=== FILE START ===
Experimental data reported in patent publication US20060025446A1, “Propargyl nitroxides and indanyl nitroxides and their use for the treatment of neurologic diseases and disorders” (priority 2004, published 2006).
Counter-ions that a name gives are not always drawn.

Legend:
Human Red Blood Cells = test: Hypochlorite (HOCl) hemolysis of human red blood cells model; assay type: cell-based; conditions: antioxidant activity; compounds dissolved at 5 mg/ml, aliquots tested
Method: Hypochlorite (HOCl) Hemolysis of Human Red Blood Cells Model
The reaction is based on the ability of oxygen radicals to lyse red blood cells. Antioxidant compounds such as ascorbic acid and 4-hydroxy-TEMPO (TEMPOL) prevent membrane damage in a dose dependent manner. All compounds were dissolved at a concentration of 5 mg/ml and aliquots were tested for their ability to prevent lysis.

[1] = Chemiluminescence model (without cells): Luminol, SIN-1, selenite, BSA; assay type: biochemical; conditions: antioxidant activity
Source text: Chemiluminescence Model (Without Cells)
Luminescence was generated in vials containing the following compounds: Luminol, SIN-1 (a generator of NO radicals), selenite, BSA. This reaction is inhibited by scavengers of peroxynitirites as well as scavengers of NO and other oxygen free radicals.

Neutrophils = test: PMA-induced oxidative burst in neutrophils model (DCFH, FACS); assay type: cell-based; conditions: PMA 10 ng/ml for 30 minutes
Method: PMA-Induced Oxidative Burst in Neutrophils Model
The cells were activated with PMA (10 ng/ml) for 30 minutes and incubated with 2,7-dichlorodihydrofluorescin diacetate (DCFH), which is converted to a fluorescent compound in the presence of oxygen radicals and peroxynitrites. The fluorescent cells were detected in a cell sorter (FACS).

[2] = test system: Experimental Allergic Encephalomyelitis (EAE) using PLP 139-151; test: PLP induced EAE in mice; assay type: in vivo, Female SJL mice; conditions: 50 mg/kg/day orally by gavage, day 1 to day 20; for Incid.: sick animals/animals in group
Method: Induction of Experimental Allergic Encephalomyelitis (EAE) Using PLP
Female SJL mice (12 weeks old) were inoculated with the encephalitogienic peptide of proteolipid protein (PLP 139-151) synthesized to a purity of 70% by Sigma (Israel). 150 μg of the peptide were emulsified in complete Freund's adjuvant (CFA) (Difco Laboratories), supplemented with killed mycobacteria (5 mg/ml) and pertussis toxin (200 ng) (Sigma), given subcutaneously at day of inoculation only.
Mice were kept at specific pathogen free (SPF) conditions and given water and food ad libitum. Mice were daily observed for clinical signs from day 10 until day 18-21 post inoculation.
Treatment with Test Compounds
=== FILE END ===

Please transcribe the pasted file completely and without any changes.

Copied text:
Experimental data reported in patent publication US20060025446A1, “Propargyl nitroxides and indanyl nitroxides and their use for the treatment of neurologic diseases and disorders” (priority 2004, published 2006).
Counter-ions that a name gives are not always drawn.

Legend:
Human Red Blood Cells = test: Hypochlorite (HOCl) hemolysis of human red blood cells model; assay type: cell-based; conditions: antioxidant activity; compounds dissolved at 5 mg/ml, aliquots tested
Method: Hypochlorite (HOCl) Hemolysis of Human Red Blood Cells Model
The reaction is based on the ability of oxygen radicals to lyse red blood cells. Antioxidant compounds such as ascorbic acid and 4-hydroxy-TEMPO (TEMPOL) prevent membrane damage in a dose dependent manner. All compounds were dissolved at a concentration of 5 mg/ml and aliquots were tested for their ability to prevent lysis.

[1] = Chemiluminescence model (without cells): Luminol, SIN-1, selenite, BSA; assay type: biochemical; conditions: antioxidant activity
Source text: Chemiluminescence Model (Without Cells)
Luminescence was generated in vials containing the following compounds: Luminol, SIN-1 (a generator of NO radicals), selenite, BSA. This reaction is inhibited by scavengers of peroxynitirites as well as scavengers of NO and other oxygen free radicals.

Neutrophils = test: PMA-induced oxidative burst in neutrophils model (DCFH, FACS); assay type: cell-based; conditions: PMA 10 ng/ml for 30 minutes
Method: PMA-Induced Oxidative Burst in Neutrophils Model
The cells were activated with PMA (10 ng/ml) for 30 minutes and incubated with 2,7-dichlorodihydrofluorescin diacetate (DCFH), which is converted to a fluorescent compound in the presence of oxygen radicals and peroxynitrites. The fluorescent cells were detected in a cell sorter (FACS).

[2] = test system: Experimental Allergic Encephalomyelitis (EAE) using PLP 139-151; test: PLP induced EAE in mice; assay type: in vivo, Female SJL mice; conditions: 50 mg/kg/day orally by gavage, day 1 to day 20; for Incid.: sick animals/animals in group
Method: Induction of Experimental Allergic Encephalomyelitis (EAE) Using PLP
Female SJL mice (12 weeks old) were inoculated with the encephalitogienic peptide of proteolipid protein (PLP 139-151) synthesized to a purity of 70% by Sigma (Israel). 150 μg of the peptide were emulsified in complete Freund's adjuvant (CFA) (Difco Laboratories), supplemented with killed mycobacteria (5 mg/ml) and pertussis toxin (200 ng) (Sigma), given subcutaneously at day of inoculation only.
Mice were kept at specific pathogen free (SPF) conditions and given water and food ad libitum. Mice were daily observed for clinical signs from day 10 until day 18-21 post inoculation.
Treatment with Test Compounds